Editor's Note

Check, Please. No Really, the Check. Please?

The one foul committed by an otherwise outstanding dining scene.

By James Ross Gardner August 18, 2017 Published in the September 2017 issue of Seattle Met

Shutterstock by asier romero 335032814 orgj3p

It’s like in one of those dreams where you can’t move. Or you can move but your legs motor at an excruciating pace, too slow to get you where you urgently must go. Your dream voice, too, is useless; it can barely muster a sound.

This to me is what it feels like when Seattle restaurants do the thing they all do, the thing they all get wrong. It’s a blunder made all the more manifest when you consider everything restaurants in Seattle get right. 

This month’s cover story, our annual tribute to Seattle dining (“Best Restaurants 2017”), is a kind of manifesto pinpointing where the city’s dining scene shines right now, however in flux it may be—however much it pivots, to employ that most 2017 of 2017 words. Our incomparable food and drink team—deputy editor Allecia Vermillion and associate editor Rosin Saez—charts this pivot, the result of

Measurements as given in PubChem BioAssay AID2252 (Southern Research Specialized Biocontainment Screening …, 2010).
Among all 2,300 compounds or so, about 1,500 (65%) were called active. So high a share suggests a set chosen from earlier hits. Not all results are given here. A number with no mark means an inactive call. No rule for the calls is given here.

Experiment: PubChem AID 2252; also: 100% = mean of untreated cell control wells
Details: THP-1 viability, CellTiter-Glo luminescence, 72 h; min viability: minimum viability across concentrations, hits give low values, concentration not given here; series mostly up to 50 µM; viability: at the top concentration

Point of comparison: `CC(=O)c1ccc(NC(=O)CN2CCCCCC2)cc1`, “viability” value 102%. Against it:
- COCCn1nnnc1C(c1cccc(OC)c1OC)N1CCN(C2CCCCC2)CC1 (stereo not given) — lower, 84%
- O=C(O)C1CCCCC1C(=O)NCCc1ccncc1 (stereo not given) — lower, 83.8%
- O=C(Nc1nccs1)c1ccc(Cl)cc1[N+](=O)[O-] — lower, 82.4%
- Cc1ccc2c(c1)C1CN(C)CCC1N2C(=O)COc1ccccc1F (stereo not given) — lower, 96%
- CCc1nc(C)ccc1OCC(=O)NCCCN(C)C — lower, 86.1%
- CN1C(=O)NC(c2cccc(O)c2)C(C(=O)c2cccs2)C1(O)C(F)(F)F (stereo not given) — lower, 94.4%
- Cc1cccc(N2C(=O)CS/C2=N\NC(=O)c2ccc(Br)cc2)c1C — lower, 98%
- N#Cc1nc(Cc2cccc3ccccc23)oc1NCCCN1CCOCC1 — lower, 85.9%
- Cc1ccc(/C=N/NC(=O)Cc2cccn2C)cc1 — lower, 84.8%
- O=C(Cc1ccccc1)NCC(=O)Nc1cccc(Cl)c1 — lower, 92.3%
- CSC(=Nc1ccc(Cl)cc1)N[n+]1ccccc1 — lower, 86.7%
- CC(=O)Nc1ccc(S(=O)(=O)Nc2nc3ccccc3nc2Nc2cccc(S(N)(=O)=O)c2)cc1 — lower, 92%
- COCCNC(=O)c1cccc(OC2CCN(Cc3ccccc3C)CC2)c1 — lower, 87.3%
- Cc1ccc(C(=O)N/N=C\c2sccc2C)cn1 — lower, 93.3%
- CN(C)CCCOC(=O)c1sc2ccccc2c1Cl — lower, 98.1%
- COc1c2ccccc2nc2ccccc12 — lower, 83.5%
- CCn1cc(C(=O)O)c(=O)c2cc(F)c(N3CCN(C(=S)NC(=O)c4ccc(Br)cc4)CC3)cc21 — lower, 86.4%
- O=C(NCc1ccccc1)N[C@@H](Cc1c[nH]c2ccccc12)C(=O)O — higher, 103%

the city’s current economic and population boom, in lush detail. Read about it and you’ll never want to eat at home again. You will become a stranger in your own kitchen. Your stove will gather dust. Your dishes and cutlery will become neglected relics, heirlooms in waiting, bargaining chips for when your children, long gray and bitter, fight over your estate.

Seattle’s dining scene is that good. But here is what it is not: capable of bringing the check to you within anywhere near a reasonable amount of time. 

It usually plays like this: You enter the restaurant and the welcome could not be warmer. The rapport between you and your server models the comfort of a fourth date. The cocktail he suggests is the perfect cocktail. The radish soup or marinated scallops or short ribs float to your table, and they dazzle. You crane your phone camera above the dish and worry over the shot like Scorsese, you’re so dazzled. You will be thinking about these flavors for days. By the time the staff removes the empty plates you’re content, and you and your dining companions share this contentment as you a wait for the bill.

Then it happens. The bottom falls out. Your server goes AWOL. Staffers zag through the dining room but do not see you, do not notice you waiting. Time ticks away. A binged Netflix season seems to pass. The night grows old.

And so, on this occasion, when we celebrate the greatness of Seattle’s restaurants, I’d like to squeak in a modest plea: Restaurateurs, from Georgetown to Ballard, Alki to Madison Park, please, for the love of all that is Instagrammable, when the plates are cleared please bring the check.

The sooner I pay, the sooner I get to come back.

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